Lynchburg man files $12 million lawsuit against police he says wrongfully shot him

Shooting happened Feb. 17, 2018



The Lynchburg Police Department is responding after a man filed a $12 million lawsuit saying police had no reason to use deadly force when they fired shots through his front door in February 2018.  

The department says it is aware of the pending litigation against Edward Ferron and Savannah Simmon on Link Road. Since the case is active, it cannot comment on any information related to the incident. 

According to the release sent by the department, Ferron voluntarily resigned from the Lynchburg Police Department on April 26. Simmons is reportedly on administrative leave without pay pending the result of an internal investigation.  


A Lynchburg man is asking for $12 million after he says police had no basis for using deadly force, yet fired shots through his front door in February 2018.

Walker Sigler was in his home at 1:30 a.m. Feb. 17 when he was shot in the leg by Officer Savannah Simmons with the Lynchburg Police Department, according to the lawsuit.

At the time the shot was fired, the lawsuit claims, the front door to Sigler's home was closed and officers at the scene unreasonably used deadly force. 


The lawsuit details the lasting impact the shooting has had on Sigler's life.

"Defendant Simmons’ gross negligence was a direct and proximate cause of Mr. Sigler’s severe, continuing and permanent injuries and sequelae (conditions), including: a comminuted (crushing) femur fracture that required multiple surgeries and that caused life-threatening compartment syndrome that required additional surgery; blood loss that caused bilateral optic nerve strokes leaving him with permanent vision losses; physical changes, including gait changes and the effects therefrom, from the femur fracture that have resulted in leg, hip and back pain and that will in the future require joint replacement surgeries and associated therapies and treatments; physical and emotional pain and suffering; post-traumatic stress disorder, depression and anxiety; past and future medical expense; loss of earnings and loss of earning capacity; and other injuries and damages."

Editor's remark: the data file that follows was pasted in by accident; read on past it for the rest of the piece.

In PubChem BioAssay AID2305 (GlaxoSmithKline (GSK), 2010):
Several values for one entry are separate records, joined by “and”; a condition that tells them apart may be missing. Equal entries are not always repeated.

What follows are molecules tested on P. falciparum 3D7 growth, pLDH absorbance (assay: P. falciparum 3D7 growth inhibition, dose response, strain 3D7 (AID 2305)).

Sigler's lawsuit is based upon four counts: the warrantless, nonexigent seizure and use of excessive force in violation of the Fourth and 14th Amendment by Officers Edward Ferron and Simmons in their individual capacities as well as gross negligence by Ferron and Simmons.


In March 2019, both Ferron and Simmons pleaded no contest in the criminal proceedings and were not sentenced to any jail time.

Below is the statement on behalf of Sigler from his attorney:

The Complaint filed in federal court today sets out grave errors committed by Lynchburg police on February 17, 2018.

Walker Sigler was shot through the closed front door of his own home while his wife, eight months pregnant at the time, and their two sons, then ages 6 and 3, slept upstairs, just above the area where Mr. Sigler was shot.

Police unreasonably used deadly force when there was no basis for the use of force.

Police violated Mr. Sigler’s constitutional rights and were grossly negligent. 

This Complaint begins the process of seeking justice concerning these wrongful actions which have caused permanent, devastating and disabling injury to Walker Sigler and his family. 

About the Author: